Title

Physician Perceptions of Palliative Care for Children With Cancer in Latin America

Authors

Michael J. McNeil, Department of Global Pediatric Medicine, St Jude Children's Research Hospital, Memphis, Tennessee.
Bella S. Ehrlich, Department of Global Pediatric Medicine, St Jude Children's Research Hospital, Memphis, Tennessee.
Huiqi Wang, Department of Global Pediatric Medicine, St Jude Children's Research Hospital, Memphis, Tennessee.
Yuvanesh Vedaraju, Department of Global Pediatric Medicine, St Jude Children's Research Hospital, Memphis, Tennessee.
Marisol Bustamante, Independent consultant, Guatemala City, Guatemala.
Veronica Dussel, Center for Research and Implementation in Palliative Care, Institute for Clinical Effectiveness and Health Policy, Buenos Aires, Argentina.
Paola Friedrich, Department of Global Pediatric Medicine, St Jude Children's Research Hospital, Memphis, Tennessee.
Ximena Garcia Quintero, Department of Global Pediatric Medicine, St Jude Children's Research Hospital, Memphis, Tennessee.
Srinithya R. Gillipelli, Department of Global Pediatric Medicine, St Jude Children's Research Hospital, Memphis, Tennessee.
Wendy Gomez Garcia, Oncology Unit, Dr Robert Reid Cabral Children's Hospital, Santo Domingo, Dominican Republic.
Dylan E. Graetz, Department of Global Pediatric Medicine, St Jude Children's Research Hospital, Memphis, Tennessee.
Erica C. Kaye, Division of Quality of Life and Palliative Care Department of Oncology, St Jude Children's Research Hospital, Memphis, Tennessee.
Monika L. Metzger, Department of Global Pediatric Medicine, St Jude Children's Research Hospital, Memphis, Tennessee.
Carla Vittoria Sabato Danon, Centro de Diagnóstico y Terapia Psicológica, Mexico City, Mexico.
Meenakshi Devidas, Department of Global Pediatric Medicine, St Jude Children's Research Hospital, Memphis, Tennessee.
Justin N. Baker, Division of Quality of Life and Palliative Care Department of Oncology, St Jude Children's Research Hospital, Memphis, Tennessee.
Asya Agulnik, Department of Global Pediatric Medicine, St Jude Children's Research Hospital, Memphis, Tennessee.

Abstract

Importance: The World Health Organization (WHO) designates early integration of palliative care as an ethical responsibility in the treatment of children with serious illness. Although structural barriers may influence provision of pediatric palliative care (PPC) for children with cancer in resource-limited settings, underlying physician perceptions may also impede early integration of PPC in cancer care. Objective: To investigate perceptions among physicians in Latin America about the integration of palliative care for children with cancer. Design, Setting, and Participants: This survey study used the Assessing Doctors' Attitudes on Palliative Treatment (ADAPT) survey, which was developed for physicians who care for children with cancer and was initially distributed in Eurasia. The survey was modified for use in Latin America, including translation into Spanish and adaptation for cultural context. The survey was distributed between August 21, 2020, and January 31, 2021, to physicians treating children with cancer in 17 Latin American countries. Each country had a specific survey distribution method based on guidance of local experts. Main Outcomes and Measures: The ADAPT survey evaluated physicians' understanding of palliative care principles, comfort in addressing patient and family suffering, and identification of barriers to PPC integration for children with cancer. Univariate and multivariable linear regression analyses were used to assess factors associated with physicians' knowledge about and comfort with PPC practice and whether independent physician variables were associated with survey response alignment with WHO guidance on PPC. Open-ended questions were analyzed qualitatively to supplement the quantitative data. Results: A total of 874 physicians from 17 countries participated, with an overall response rate of 39.9% (874 of 2193) and a median country response rate of 51.4% (range, 23.7%-100%). Most respondents were aged 35 years or older (577 [66.0%]), and 594 (68.0%) identified as female. Most physicians (486 [55.6%]) had no formal PPC training, and 303 (34.7%) had no access to PPC experts for consultation. Physician perspectives on PPC were generally aligned with WHO guidance (mean [SD] alignment, 83.0% [14.1%]; range among respondents, 24.0%-100%). However, only 438 respondents (50.1%) felt comfortable addressing physical symptoms of patients receiving PPC, 295 (33.8%) felt comfortable addressing emotional symptoms, and 216 (24.7%) felt comfortable addressing grief and bereavement needs of the patient's family. A total of 829 participants (94.8%) desired further education and training in PPC. Conclusion and Relevance: Although physicians' perspectives aligned well with WHO guidance for PPC, this survey study identified opportunities for improving physician training in symptom management and emotional support for children with cancer and their families. These findings may inform the development of targeted interventions to improve the quality of PPC for children with cancer in Latin America.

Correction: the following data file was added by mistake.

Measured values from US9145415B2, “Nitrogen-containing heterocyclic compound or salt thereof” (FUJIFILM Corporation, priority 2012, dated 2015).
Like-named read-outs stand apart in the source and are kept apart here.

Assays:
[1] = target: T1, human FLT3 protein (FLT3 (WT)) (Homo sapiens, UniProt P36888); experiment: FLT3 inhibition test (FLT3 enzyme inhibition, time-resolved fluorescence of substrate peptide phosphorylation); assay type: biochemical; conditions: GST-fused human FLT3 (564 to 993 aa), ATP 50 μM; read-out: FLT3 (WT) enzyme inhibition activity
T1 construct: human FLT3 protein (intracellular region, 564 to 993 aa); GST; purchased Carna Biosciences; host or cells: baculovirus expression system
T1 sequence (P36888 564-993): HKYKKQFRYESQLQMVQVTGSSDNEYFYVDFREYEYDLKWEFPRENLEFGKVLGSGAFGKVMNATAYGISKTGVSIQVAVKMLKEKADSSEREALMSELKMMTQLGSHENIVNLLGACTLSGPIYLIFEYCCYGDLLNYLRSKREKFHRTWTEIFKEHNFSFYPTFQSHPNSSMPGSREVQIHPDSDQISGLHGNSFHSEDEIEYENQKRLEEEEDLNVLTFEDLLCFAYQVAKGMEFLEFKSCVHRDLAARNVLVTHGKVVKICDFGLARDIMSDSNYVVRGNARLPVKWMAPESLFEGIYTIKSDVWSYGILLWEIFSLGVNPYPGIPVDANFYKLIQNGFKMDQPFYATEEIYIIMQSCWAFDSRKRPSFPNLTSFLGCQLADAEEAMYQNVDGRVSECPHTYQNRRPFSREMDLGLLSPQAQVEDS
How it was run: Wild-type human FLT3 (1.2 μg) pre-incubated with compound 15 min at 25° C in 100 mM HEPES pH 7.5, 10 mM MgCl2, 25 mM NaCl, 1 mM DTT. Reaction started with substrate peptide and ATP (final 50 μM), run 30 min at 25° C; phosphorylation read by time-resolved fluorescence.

Publication Title

JAMA network open

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